Building a profitable, growing business demands more than just hard work. It requires insight, innovation, and a willingness to take risks. Any business owner needs to adapt to meet the market’s needs, and those who pivot successfully will continue to thrive.
That is what Jim Carr learned as he grew into his current role as owner and CEO of CARR Machine & Tool. Carr’s expertise in making high-quality aerospace machined parts has evolved since he started as an apprentice in the 1980s. Today, Jim is one of the most recognized thought leaders in precision machine parts, operating one of the country’s most successful and innovative machine shops.
CARR Machine offers state-of-the-art machining for aerospace, defense, semiconductors, and specialty customers. Under Carr’s guidance, CARR Machine & Tool has tripled in size. Today, the company operates from a 15,000-square-foot shop with the latest automated equipment. According to Carr, the secret of his success is his willingness to move beyond his comfort zone and embrace new technologies and marketing strategies to push CARR Machine & Tool to the next level.
Creating a Family Legacy
Jim Carr is the second-generation CEO of CARR Machine & Tool. The company was started by his father, Richard “Dick” Carr. During the late 1950s, the elder Carr worked as a journeyman machinist for Kraft Foods during the day, and building and racing stock cars at night at Chicago’s Soldier Field. In 1972, Carr decided to start his own machine shop in the family’s garage with used equipment. The business quickly became a success, and CARR Machine & Tool was born.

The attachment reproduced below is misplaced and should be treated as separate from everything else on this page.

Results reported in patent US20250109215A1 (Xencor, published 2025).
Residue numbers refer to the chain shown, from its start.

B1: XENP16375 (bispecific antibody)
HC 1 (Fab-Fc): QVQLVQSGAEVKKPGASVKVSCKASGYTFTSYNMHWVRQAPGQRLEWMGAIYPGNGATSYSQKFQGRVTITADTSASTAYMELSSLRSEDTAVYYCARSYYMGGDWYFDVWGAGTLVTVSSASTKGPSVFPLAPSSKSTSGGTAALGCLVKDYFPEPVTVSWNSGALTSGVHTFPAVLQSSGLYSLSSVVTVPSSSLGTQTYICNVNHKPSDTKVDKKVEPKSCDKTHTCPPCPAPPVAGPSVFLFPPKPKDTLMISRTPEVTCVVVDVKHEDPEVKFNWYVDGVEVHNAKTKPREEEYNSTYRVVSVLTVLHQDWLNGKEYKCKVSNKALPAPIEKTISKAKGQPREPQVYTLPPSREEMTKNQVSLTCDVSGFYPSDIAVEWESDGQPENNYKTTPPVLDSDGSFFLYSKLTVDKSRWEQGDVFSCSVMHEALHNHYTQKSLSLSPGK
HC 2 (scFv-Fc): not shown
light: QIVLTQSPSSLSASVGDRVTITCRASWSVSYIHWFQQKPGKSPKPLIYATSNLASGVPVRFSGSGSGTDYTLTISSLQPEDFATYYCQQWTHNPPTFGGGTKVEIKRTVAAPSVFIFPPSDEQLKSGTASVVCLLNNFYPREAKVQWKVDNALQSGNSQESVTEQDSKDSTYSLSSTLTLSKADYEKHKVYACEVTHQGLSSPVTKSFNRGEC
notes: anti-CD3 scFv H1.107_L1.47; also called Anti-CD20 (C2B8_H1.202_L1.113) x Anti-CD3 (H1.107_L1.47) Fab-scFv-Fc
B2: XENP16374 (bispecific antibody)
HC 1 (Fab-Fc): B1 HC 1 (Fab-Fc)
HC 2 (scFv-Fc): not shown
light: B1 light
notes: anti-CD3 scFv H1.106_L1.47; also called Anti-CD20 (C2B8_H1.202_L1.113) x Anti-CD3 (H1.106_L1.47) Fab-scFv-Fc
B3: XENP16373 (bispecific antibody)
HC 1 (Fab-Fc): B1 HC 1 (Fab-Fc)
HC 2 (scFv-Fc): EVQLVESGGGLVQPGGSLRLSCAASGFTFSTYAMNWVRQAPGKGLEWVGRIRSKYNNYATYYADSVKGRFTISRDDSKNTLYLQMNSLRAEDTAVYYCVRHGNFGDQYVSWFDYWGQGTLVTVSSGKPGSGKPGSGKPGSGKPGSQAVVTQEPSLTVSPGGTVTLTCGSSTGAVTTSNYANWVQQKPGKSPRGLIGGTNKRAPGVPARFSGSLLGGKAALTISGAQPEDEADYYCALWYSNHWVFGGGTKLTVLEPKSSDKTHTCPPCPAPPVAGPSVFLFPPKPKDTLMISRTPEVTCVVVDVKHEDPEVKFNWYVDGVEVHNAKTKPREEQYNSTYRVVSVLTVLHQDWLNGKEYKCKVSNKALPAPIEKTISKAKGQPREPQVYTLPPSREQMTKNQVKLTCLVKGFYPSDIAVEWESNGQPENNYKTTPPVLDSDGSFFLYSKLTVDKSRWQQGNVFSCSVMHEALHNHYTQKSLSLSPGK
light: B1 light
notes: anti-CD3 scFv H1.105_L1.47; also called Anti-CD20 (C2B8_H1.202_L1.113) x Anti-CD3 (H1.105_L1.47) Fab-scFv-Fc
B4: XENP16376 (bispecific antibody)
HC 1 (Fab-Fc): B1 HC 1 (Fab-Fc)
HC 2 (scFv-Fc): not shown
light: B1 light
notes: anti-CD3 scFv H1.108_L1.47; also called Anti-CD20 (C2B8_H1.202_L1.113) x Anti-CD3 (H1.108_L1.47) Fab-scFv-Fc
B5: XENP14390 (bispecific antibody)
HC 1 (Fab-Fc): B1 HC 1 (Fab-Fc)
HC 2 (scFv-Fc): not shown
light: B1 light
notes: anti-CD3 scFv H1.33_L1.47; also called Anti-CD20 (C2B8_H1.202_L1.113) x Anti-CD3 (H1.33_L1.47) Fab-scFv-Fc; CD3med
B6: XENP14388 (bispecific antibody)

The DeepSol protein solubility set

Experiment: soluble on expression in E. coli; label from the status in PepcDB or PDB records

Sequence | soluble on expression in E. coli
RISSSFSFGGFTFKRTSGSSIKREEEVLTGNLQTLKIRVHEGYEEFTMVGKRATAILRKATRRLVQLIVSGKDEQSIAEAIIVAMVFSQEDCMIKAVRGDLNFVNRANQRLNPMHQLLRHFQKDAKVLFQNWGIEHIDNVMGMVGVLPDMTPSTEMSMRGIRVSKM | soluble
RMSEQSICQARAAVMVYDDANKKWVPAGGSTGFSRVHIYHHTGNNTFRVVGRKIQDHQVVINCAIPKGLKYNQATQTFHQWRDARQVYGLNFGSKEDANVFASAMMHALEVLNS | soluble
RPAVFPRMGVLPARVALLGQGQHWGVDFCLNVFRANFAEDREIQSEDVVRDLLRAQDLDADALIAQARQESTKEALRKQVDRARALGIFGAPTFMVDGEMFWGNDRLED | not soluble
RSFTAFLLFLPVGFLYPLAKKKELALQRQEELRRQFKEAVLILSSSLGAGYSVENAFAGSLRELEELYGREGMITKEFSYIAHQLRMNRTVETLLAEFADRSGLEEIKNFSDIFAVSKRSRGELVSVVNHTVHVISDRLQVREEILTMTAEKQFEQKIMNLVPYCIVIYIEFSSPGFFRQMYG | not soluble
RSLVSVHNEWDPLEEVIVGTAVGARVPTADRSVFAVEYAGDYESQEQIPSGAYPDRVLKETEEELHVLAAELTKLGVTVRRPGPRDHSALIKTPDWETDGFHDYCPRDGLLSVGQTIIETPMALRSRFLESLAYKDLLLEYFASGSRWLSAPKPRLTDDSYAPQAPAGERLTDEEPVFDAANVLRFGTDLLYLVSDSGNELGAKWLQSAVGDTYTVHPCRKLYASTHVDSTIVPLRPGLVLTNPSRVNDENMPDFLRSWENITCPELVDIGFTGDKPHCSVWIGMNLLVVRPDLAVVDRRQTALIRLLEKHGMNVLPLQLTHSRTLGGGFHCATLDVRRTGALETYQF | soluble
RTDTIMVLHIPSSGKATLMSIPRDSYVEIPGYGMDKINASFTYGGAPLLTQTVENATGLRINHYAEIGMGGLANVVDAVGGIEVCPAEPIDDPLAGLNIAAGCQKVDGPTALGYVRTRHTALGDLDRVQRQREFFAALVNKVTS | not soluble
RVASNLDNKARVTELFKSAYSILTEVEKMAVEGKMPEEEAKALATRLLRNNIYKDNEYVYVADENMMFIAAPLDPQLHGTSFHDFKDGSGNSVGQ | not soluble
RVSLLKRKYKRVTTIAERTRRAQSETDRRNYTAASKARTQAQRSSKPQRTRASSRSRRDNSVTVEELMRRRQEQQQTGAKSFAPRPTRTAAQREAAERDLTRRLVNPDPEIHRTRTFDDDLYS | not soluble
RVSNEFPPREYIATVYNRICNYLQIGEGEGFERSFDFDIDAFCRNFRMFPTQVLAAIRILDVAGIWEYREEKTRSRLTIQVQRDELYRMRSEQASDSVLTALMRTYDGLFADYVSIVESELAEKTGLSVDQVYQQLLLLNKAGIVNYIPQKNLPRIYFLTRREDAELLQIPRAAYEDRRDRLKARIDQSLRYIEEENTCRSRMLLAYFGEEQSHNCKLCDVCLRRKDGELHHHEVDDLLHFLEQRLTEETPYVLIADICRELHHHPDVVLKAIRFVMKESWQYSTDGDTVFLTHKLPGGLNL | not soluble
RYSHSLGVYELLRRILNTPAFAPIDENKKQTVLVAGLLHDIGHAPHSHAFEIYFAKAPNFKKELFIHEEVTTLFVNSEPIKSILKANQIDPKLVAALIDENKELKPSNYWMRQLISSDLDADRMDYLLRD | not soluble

Jim Carr started to work for the company when he graduated high school. Rather than going to college, Jim opted for a formal machinist apprenticeship through the local manufacturing association, getting theory in the classroom at night and hands-on experience in the shop during the day.
I learned how to run manual lathes and mills, welding and just slowly started learning fundamental skills about the industry.
During this period, CARR Machine & Tool upgraded its tooling with newer CNC (computer numerical control) machines which cut job time in half. Soon, the entire shop was using CNC equipment and business grew. This was also when Carr started learning how to manage the company, including HR and staffing. In 2004, Jim took the reins as owner of the company. In 2014, Jim’s son Ryan joined the company and is being groomed to take over the business.